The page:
And I said: why don’t we make T-shirts for all the homeless clients too? They have more use for it than I do, and the visibility is good. The idea died because Ms. Penny-Pincher thought it was too expensive at €4 a piece, but I will make sure it is revived at some point. Make 200 for the homeless, and 200 to sell on the Automatic Earth site, with revenue going to the kitchen. Sounds pretty good. It must be organized, and I’m not going to be the one packaging and sending them, but we’ll find a solution for that.

 

 

Merry Christmas to you all from everyone at the Monastiraki kitchen -there’s often about 20 of them-. And once again: we couldn’t do it without you. I’ll end with the same bit I did last time, the donation details.

 

 

 

 

Most of you will know the drill of this by now: any Paypal donations ending in $0.99 or $0.37 go straight to the Monastiraki kitchen, while other donations go to the Automatic Earth -which also badly needs them. (Note: a lot of Automatic Earth donations also end up at the kitchen).

I dislike few things more than asking people for money, even though the Automatic Earth now runs primarily on donations, and there’s some sweet justice in that as well, in depending on people’s appreciation of what we do, instead of ad revenues.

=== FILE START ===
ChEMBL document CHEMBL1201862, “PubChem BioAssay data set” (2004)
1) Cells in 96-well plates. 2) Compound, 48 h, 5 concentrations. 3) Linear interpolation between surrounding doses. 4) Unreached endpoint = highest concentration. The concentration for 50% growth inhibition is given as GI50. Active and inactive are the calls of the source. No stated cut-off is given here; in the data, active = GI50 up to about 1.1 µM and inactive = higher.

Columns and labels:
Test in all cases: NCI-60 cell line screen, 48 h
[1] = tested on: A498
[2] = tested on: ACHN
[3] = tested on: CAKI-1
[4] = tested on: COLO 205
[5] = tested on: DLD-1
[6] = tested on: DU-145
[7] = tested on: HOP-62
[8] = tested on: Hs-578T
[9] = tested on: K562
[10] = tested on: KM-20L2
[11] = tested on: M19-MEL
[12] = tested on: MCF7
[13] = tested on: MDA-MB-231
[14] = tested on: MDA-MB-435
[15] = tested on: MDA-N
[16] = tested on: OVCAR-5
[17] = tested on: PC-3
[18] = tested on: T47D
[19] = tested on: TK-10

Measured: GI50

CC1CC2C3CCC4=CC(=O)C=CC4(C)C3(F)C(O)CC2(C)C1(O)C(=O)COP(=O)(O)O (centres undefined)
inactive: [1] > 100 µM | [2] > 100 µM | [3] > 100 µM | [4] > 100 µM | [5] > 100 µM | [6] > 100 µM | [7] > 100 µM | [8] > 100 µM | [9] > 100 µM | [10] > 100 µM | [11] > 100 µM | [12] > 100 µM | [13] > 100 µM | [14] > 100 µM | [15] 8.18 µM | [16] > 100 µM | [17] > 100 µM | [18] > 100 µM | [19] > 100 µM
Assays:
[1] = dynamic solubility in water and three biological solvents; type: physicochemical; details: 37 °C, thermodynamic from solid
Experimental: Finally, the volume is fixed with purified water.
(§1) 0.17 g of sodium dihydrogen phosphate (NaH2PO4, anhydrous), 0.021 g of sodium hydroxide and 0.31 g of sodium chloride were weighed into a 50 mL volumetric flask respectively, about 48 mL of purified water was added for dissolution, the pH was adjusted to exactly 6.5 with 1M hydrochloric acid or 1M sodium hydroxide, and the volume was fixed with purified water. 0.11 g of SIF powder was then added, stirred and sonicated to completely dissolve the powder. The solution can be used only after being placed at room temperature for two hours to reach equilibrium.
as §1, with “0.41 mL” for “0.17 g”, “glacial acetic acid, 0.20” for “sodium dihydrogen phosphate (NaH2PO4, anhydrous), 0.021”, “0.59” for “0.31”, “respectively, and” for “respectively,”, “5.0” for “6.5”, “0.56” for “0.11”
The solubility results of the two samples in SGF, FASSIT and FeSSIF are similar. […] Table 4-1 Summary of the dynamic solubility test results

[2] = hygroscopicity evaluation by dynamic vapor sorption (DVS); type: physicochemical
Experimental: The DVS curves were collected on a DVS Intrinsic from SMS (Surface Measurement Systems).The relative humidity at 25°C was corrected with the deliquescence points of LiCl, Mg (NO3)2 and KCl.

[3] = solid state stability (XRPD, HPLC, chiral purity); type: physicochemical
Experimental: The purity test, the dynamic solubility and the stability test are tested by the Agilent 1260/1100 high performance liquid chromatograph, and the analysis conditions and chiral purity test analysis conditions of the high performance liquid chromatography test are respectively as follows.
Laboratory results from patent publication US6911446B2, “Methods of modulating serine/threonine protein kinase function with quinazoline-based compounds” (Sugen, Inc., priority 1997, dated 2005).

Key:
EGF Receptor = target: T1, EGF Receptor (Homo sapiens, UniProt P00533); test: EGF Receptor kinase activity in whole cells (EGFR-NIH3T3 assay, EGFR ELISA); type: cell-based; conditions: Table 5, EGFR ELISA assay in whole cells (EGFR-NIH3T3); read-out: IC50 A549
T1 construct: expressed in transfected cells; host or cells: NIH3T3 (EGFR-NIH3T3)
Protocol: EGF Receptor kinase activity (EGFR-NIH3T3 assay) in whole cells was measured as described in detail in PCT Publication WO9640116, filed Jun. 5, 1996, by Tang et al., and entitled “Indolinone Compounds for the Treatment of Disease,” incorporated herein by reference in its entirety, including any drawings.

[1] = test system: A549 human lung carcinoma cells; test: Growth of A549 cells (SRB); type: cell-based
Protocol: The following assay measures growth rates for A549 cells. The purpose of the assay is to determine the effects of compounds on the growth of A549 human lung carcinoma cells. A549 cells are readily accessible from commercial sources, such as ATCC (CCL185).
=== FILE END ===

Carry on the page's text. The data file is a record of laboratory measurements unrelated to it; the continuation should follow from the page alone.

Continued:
But I cannot do this on my own right now. The Monastiraki kitchen will realistically need about €1,500 per month. I don’t have that to spare. So I’m calling on you. Unashamedly, because I know there is no reason to be ashamed of the cause.

I love all you people, and I’m sorry I can’t thank you all individually who have supported -and still do- the Monastiraki kitchen and the Automatic Earth all this time, and I ask you to keep on doing just that. The details for donations on Paypal and Patreon, for both causes, are in the top of the two sidebars of this site. Could not be much easier. If you’d rather send a check, go to our Store and Donations page. Bitcoin: 1HYLLUR2JFs24X1zTS4XbNJidGo2XNHiTT.

Love you. Thank you. This kitchen would not exist without you, these people would not get fed.

 

 

 

We try to run the Automatic Earth on donations. Since ad revenue has collapsed, you are now not just a reader, but an integral part of the process that builds this site. Thank you for your support.

 

 

Support the Automatic Earth in virustime with Paypal, Bitcoin and Patreon.

 

Home Forums Automatic Earth in Athens Christmas 2021

Viewing 7 posts - 1 through 7 (of 7 total)
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  • #95022